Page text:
dc.description.natureLink_to_subscribed_fulltext
 
dc.identifier.citationCarcinogenesis, 2005, v. 26 n. 12, p. 2050-2057 [How to Cite?]
DOI: http://dx.doi.org/10.1093/carcin/bgi178
 
dc.identifier.citeulike399067
 
dc.identifier.doihttp://dx.doi.org/10.1093/carcin/bgi178
 
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dc.identifier.hkuros116907
 
dc.identifier.isiWOS:000233415600003
 
dc.identifier.issn0143-3334
2012 Impact Factor: 5.635
2012 SCImago Journal Rankings: 2.349
 
dc.identifier.issue12
 
dc.identifier.openurl
 
dc.identifier.pmid16000397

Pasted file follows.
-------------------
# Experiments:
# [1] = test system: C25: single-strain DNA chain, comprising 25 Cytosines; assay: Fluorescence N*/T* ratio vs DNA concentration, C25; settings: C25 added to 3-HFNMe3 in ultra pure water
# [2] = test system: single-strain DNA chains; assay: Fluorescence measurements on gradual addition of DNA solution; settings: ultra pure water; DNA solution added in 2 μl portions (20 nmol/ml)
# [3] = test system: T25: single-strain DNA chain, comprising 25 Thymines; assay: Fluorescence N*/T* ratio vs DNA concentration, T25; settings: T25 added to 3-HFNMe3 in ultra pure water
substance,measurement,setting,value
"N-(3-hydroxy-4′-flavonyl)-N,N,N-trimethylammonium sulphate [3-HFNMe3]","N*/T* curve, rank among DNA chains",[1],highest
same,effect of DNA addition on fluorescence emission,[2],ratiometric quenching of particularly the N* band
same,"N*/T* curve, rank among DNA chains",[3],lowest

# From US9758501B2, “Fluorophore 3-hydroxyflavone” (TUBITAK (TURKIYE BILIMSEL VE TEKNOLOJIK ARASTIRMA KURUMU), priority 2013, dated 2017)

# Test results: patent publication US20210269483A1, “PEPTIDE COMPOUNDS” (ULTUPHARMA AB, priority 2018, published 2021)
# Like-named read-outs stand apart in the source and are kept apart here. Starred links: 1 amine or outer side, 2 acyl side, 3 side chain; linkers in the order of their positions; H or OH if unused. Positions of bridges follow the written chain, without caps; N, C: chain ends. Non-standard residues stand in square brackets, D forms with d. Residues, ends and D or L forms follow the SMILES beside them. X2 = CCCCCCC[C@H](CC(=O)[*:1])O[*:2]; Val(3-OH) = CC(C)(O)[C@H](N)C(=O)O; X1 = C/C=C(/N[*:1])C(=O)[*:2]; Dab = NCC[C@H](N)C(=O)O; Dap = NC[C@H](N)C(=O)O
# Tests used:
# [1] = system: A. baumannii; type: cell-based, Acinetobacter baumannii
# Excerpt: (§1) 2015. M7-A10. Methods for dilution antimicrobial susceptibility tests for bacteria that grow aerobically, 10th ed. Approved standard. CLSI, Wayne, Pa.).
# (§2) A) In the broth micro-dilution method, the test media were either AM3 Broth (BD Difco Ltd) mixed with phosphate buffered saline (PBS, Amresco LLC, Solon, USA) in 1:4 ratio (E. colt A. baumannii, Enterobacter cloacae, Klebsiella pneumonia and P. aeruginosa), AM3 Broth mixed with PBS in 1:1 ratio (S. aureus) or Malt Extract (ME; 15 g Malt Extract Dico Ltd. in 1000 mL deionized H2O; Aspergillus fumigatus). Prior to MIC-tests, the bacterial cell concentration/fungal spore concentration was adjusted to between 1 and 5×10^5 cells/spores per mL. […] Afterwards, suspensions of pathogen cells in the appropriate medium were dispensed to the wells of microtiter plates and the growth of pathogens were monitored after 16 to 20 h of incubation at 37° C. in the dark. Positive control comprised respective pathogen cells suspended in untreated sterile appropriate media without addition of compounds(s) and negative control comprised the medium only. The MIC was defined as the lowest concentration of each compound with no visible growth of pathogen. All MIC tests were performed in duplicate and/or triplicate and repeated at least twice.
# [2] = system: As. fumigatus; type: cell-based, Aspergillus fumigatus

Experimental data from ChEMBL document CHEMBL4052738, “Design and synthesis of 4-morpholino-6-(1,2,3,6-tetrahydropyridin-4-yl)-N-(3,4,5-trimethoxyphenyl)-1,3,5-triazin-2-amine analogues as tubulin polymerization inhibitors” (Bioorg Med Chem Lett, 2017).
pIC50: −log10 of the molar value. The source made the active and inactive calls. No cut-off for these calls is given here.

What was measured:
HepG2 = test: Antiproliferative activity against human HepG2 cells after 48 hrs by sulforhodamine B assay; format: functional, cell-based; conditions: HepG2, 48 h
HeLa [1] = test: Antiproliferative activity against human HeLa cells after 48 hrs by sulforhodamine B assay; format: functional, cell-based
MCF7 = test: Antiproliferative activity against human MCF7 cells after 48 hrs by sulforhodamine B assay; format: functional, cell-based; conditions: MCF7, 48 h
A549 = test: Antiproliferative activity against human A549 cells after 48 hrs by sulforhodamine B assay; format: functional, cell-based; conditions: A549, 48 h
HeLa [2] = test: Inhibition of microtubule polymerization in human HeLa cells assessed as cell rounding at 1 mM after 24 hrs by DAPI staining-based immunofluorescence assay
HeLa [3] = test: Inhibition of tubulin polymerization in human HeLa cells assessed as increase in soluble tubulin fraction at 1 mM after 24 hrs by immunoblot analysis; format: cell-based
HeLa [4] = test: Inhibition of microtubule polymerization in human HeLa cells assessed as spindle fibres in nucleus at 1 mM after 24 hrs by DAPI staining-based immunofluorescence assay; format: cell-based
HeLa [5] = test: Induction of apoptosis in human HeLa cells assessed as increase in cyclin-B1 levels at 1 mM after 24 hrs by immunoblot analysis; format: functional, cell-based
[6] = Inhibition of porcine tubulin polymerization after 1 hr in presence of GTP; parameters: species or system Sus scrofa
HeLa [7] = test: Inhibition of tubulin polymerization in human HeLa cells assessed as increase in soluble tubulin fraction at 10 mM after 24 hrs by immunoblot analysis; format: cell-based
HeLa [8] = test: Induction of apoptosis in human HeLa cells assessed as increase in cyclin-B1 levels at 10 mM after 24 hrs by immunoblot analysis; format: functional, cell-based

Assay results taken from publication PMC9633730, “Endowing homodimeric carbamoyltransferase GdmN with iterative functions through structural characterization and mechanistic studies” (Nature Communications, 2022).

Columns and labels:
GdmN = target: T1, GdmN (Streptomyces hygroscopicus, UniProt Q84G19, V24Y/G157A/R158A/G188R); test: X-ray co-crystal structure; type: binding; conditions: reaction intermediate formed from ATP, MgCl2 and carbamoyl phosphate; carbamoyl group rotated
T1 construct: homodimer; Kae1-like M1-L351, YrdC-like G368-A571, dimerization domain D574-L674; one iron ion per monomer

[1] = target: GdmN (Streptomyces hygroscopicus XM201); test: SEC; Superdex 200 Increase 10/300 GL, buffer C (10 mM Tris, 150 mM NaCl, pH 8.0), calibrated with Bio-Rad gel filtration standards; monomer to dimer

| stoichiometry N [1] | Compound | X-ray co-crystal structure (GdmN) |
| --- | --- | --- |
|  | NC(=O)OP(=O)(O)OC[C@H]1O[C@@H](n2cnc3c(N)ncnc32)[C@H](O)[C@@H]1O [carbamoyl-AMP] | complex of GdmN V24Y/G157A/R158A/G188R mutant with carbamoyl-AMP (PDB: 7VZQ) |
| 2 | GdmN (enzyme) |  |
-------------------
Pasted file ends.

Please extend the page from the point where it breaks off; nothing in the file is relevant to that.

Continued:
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dc.identifier.urihttp://hdl.handle.net/10722/83395
 
dc.identifier.volume26
 
dc.languageeng
 
dc.publisherOxford University Press. The Journal's web site is located at http://carcin.oxfordjournals.org/
 
dc.publisher.placeUnited Kingdom
 
dc.relation.ispartofCarcinogenesis
 
dc.relation.referencesReferences in Scopus
 
dc.rightsCarcinogenesis. Copyright © Oxford University Press.
 
dc.titleArray-based comparative genomic hybridization reveals recurrent chromosomal aberrations and Jab1 as a potential target for 8q gain in hepatocellular carcinoma
 
dc.typeArticle
 
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Author Affiliations
  1. University of California, San Francisco
  2. Universität Bonn
  3. Van Andel Research Institute
  4. Stanford University
  5. The University of Hong Kong
  6. Peking University